Australian Hiker is a website for bushwalking but there are interesting reviews of Canberra Nature Park. As routes are often along management trails they can be ridden as well. In the worst case of ‘walking only’ trails, the review may provide inspiration for further investigation what is possible along management trails.
Update: signs at the northern entrances of Kama, Molonglo River Reserve, prohibit cycling. This post will be corrected. Read more here.
The Canberra Nature Park reserves seem to be endless and the view is obstructed by the forest and hills. The management trails and paths meander their way around the hills. This network of trails and paths has grown historically. There is a surprise around every corner.
The recreational use of nature reserves is balanced against preservation. The Canberra Nature Park Draft Reserve Management Plan 2019 includes all the details for each of the 37 nature reserves, but the document is too big to carry with you.
If you are unfamiliar with a reserve, the smartphone app Komoot with OpenStreetMap would be a good start to help you find your way. The information relating to cycling in the Management Plan has been captured in OpenStreetMap. The rideable nature reserves will be reviewed in this post.
In 2019 the Environment, Planning and Sustainable Development Directorate (Environment) released the Canberra Nature Park Draft Reserve Management Plan. The Murrumbidgee corridor, the Molonglo River Reserve, the Tidbinbilla Nature Reserve and the Namadgi National Park are not part of Canberra Nature Park. The Canberra Nature Park reserves are ideal for recreational cycling.
In 1988 the National Horse Trail was rejuvenated and relaunched as the Bicentennial National Trail. The Bicentennial National Trail extends from Queensland to Victoria. A section of it passes through the ACT. It is not to be confused with the Canberra Centenary Trail which came later and is only in the ACT. The Bicentennial National Trail and the Canberra Centenary Trail alignments are at times in close proximity and cross. Both pass through The Pinnacle Nature Reserve in Hawker, Belconnen, but one on the north side and the other on the south side. This ride was predominately on the Bicentennial National Trail but a section was on the Canberra Centenary Trail.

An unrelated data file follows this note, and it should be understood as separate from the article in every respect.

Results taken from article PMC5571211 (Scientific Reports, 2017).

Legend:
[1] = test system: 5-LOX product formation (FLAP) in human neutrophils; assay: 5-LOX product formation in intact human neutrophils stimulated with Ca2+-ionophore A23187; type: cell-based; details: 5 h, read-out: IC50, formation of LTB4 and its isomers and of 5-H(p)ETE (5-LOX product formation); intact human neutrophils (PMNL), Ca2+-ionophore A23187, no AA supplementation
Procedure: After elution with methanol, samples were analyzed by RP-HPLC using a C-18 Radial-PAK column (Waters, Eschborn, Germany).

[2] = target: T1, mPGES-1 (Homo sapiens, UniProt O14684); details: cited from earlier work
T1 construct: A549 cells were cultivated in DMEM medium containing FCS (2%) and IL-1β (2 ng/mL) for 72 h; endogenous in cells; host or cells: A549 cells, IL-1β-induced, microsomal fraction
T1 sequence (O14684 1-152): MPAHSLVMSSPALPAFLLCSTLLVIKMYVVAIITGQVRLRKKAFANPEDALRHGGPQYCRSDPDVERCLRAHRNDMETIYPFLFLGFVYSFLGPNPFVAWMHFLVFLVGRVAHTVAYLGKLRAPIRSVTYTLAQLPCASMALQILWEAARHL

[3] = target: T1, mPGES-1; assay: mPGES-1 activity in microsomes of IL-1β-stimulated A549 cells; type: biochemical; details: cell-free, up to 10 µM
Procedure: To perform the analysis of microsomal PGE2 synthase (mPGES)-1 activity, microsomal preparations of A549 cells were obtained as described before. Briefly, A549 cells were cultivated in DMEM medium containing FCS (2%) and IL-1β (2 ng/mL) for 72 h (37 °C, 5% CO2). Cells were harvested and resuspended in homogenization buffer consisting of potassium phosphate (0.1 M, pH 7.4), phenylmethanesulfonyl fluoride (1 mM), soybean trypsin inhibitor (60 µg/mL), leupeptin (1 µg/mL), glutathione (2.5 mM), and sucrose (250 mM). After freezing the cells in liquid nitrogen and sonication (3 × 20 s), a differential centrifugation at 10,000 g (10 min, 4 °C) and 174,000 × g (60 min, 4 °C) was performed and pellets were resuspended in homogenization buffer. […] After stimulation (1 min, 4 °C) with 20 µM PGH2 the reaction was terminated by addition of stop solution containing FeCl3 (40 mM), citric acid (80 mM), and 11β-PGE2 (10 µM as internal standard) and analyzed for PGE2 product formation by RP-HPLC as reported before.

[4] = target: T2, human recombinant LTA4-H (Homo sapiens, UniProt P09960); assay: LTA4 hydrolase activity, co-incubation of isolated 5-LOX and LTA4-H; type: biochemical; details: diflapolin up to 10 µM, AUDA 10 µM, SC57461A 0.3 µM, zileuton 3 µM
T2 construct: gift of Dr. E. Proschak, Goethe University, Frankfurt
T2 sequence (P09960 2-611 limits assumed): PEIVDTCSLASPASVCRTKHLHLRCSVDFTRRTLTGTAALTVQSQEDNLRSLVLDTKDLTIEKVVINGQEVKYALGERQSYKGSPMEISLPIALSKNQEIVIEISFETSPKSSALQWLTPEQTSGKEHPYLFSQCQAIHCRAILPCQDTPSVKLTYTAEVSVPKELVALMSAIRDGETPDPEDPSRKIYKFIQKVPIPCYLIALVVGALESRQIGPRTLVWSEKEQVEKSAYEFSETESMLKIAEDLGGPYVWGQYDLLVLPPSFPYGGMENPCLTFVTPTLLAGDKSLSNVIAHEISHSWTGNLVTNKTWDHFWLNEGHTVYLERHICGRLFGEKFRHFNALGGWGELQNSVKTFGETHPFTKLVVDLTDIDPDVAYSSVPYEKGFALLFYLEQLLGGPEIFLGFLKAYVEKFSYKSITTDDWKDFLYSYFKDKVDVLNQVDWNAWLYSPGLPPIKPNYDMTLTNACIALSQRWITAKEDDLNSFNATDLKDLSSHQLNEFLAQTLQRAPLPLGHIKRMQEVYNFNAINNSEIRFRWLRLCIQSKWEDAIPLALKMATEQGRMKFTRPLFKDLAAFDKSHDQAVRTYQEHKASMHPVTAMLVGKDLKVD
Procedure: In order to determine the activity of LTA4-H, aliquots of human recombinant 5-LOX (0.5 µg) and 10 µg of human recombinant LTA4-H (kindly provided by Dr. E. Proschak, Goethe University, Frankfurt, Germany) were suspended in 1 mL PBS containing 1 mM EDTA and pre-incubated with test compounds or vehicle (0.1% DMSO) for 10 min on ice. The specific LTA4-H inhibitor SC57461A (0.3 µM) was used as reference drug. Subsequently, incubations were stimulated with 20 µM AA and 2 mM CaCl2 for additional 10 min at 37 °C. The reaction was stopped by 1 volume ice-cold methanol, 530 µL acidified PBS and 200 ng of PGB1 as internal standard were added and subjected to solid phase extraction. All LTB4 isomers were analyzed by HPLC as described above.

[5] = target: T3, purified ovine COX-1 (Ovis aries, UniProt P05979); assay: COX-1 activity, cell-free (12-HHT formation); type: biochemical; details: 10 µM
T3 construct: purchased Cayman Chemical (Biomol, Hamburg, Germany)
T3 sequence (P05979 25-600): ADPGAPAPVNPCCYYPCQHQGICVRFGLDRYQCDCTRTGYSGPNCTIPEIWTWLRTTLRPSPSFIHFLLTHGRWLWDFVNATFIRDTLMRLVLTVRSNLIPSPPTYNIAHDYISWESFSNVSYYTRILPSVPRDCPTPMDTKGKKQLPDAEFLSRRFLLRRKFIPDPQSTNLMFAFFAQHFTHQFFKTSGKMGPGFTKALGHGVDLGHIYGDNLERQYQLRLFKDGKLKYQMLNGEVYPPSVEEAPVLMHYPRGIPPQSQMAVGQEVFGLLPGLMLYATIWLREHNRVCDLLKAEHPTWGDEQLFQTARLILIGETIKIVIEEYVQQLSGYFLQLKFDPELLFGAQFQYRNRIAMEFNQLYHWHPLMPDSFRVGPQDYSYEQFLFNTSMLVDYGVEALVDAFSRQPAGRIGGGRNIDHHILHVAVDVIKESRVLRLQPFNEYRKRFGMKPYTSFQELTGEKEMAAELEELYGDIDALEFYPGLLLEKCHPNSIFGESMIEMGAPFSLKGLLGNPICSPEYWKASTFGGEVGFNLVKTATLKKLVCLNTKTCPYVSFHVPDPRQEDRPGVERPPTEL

We explored the Bicentennial National Trail in Belconnen by bike. We had a mountain bike and one touring bike with fat tyres. In the muddy conditions, the mountain bike is the better option. It was soggy and pays off the trail were slippery. Canberra does not get much rain though, so we must be grateful. We joined the Bicentennial National Trail at Hawker and rode through to the new suburb of Strathnairn in Belconnen’s far west. Many have never heard of Strathnairn. Strathnairn is part of the Ginninderry development that will one day extend into NSW.
A short ride from Lake Ginninderra to Mount Rogers, around the summit track and back to the starting point on the lake in Belconnen. Most of the route is a bike path but the summit circuit track, that provides great views from every side of the mountain, is gravel.
The track is popular with locals walking their dogs and is mostly flat. Mount Rogers is a prominent, cone shape hill on the Belconnen plain. Looking south you will see from Belconnen town centre to the ridge line of Mount Painter, behind Cook, and The Pinnacle, Hawker. The view north is towards Gungahlin. The sides of Mount Rogers are steep even for walkers. There is an excellent path to the summit from Charnwood. The path on the east side from Belconnen is particularly steep and you may find you need to push unless you are on a mountain or ebike.